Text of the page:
The first man, the very religious one, lifts his eyes boldly up to the roof and begins to pray in a loud voice: “O sovereign Lord, supreme ruler of the universe, I thank you for giving me so much intelligence and learning and generosity. Oh yes, and the humility – let’s not forget the humility. I realise it’s thanks to you that I’m not like the other rabble swarming round here, most of all the lowlife here next to me.”  Then the second man speaks, so quietly that it’s a strain to make out his words. But you hear him mumble something like, “O God, I’ve made such a mess of my life. Please help me.”

For far too long, my Christian friends and I were like the first man: Proud, complacent, convinced of our spiritual superiority. But then Kate and I together began investigating what Christianity is about for ourselves, rather than simply swallowing what our leaders told us. We started speaking up for people: speaking up for the poor and oppressed, for divorcees and women preachers and Gay Christians; to proclaim that God’s love and his purposes embrace everyone. And from that point, slowly but surely, we came to be seen as part of the problem. We were looked down on as spiritual weaklings, even labeled heretics by some of our former friends. People seen as susceptible to such talk were warned not to mix with us in case they were contaminated by our supposedly unbiblical views.

We’ve now found a new spiritual home. We feel accepted, and we’re rejoicing in everything this parish has to offer: the breadth, the varied worship traditions, and not least all the liturgy and the robes and the chanting that I was once programmed to write off as mere idolatry – all these things are settling in as a central part of our devotional life. Above all, there’s no filtering of people at the door. We’ve not seen anyone excluded on account of their economic situation, or their gender, or their marital status or their sexual orientation, or their precise brand of theology.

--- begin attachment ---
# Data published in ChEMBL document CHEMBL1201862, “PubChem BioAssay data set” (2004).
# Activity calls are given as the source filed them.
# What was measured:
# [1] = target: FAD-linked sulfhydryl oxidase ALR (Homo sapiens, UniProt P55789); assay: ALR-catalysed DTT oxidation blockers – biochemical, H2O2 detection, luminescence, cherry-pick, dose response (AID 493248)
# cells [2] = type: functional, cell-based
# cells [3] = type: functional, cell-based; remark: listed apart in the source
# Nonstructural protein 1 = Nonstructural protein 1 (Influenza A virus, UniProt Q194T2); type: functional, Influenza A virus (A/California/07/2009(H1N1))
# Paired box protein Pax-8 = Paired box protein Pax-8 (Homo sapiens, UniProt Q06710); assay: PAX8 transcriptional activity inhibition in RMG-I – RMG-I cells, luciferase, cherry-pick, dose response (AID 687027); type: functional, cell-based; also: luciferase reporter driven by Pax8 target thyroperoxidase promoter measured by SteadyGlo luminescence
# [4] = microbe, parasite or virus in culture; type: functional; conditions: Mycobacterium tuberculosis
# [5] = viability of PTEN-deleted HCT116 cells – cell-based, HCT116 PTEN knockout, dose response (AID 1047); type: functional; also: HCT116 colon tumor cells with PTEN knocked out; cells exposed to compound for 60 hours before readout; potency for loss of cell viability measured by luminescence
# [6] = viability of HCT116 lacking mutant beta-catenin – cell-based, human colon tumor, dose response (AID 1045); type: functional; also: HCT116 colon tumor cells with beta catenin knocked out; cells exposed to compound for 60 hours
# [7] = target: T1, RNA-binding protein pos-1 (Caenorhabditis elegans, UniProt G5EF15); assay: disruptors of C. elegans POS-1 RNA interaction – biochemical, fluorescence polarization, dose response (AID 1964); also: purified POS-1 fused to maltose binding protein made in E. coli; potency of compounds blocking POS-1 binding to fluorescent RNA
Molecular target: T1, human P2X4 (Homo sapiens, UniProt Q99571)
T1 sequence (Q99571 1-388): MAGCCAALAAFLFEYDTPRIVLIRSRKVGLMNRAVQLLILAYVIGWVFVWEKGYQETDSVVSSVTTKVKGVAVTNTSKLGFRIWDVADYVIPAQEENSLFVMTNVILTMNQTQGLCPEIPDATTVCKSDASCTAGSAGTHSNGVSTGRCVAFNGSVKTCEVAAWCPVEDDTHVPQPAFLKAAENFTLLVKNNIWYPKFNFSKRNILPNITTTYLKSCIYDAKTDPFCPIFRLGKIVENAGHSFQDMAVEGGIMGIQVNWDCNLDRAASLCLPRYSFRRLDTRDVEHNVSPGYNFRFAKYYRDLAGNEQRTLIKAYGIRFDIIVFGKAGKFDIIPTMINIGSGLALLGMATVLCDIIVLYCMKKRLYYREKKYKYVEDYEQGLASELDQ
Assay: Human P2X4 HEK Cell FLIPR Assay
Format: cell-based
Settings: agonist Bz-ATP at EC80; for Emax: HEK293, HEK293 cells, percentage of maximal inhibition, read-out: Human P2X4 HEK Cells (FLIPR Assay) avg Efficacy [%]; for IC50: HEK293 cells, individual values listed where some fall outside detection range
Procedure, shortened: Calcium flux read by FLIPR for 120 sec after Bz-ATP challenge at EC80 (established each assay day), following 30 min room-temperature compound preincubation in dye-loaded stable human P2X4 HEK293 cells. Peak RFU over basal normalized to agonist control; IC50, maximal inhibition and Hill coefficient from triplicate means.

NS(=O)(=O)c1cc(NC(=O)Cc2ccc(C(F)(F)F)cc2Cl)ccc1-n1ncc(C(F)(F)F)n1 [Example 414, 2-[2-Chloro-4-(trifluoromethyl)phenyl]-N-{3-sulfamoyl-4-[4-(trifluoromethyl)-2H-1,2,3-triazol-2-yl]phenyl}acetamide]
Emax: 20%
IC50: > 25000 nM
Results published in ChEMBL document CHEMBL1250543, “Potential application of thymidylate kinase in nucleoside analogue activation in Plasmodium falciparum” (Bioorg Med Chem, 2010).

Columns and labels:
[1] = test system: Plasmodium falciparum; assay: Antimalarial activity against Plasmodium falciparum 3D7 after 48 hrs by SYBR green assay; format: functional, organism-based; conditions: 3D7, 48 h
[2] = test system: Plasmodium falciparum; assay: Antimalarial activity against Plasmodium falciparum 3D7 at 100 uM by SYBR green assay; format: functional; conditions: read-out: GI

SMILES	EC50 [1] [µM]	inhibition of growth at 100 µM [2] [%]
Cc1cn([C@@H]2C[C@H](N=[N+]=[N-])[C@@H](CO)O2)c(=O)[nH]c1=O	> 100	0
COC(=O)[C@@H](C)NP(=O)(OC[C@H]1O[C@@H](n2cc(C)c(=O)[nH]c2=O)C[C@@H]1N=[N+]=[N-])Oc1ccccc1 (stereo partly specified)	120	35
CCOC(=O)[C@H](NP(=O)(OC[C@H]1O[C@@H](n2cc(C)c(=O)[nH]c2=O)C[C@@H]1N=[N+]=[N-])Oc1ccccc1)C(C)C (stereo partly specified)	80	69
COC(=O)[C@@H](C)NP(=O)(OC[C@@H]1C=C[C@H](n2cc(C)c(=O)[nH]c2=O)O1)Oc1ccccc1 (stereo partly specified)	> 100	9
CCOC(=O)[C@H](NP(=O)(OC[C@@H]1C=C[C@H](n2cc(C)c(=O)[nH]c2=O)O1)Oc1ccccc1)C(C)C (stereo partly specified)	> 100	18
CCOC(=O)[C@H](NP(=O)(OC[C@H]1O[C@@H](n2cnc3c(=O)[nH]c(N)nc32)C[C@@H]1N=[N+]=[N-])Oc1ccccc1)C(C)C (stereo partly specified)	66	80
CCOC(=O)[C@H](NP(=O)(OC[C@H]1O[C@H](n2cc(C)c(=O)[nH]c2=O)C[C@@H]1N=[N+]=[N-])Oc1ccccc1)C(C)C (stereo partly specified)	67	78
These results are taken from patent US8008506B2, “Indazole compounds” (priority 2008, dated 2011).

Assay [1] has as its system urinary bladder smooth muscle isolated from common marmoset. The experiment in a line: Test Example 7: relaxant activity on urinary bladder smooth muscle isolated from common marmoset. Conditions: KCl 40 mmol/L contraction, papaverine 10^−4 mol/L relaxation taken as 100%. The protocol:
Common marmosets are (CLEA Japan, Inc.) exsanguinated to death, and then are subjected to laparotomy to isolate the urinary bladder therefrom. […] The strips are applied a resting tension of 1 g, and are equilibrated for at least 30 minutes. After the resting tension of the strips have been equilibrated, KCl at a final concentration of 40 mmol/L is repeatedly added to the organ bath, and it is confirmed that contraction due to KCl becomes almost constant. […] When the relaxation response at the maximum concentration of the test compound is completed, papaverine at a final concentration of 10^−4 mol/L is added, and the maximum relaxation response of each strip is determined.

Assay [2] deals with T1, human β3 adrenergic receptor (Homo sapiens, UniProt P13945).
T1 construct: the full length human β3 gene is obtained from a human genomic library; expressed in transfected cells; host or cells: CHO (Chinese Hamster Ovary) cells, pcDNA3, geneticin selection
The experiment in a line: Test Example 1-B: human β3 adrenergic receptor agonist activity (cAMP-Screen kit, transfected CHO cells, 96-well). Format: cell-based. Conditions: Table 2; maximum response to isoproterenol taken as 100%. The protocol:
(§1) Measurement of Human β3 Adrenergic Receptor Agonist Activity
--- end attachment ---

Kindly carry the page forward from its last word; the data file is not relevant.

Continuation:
That is good, and I hope you are encouraged to hear that relative newcomers to the community feel that way about it. But of course we’re not perfect, neither as a community nor as individuals. After all, we’re fallible human beings, each shaped by an individual and personal blend of pride and insecurity. There’s that proud instinct in each of us that makes us need to feel that we’re winning, that we’re the ones who’ve got our priorities right, that the world would be a better place if others shared our values and our way of doing things. And then there’s the insecurity, the tribal instinct, that makes us feel most at ease when we’re surrounded by people who are as much like us as possible. And even in a community as inclusive as this one, those primal instincts sometimes bring out the worst in us.

I’m not going to offer specific examples, beyond the ones I’ve already given, because every one of us is different. I just going to ask each person here to ask themselves the question in a moment’s silence: What sort of person would you find it hardest to welcome into the congregation? To put it another way, what sort of person would you be tempted to feel spiritually or morally superior to? And finally, how do you think Jesus would feel about that?

Jesus told his parable, Luke tells us, to those who were confident of their own righteousness and looked down on everyone else. And Jesus’s conclusion? It was the tax collector, the scoundrel only too well aware of his own moral grubbiness, who went home justified before God. For in our Lord’s own words, all those who exalt themselves will be humbled, and those who humble themselves will be exalted.

Let’s bow our heads for a moment in prayer…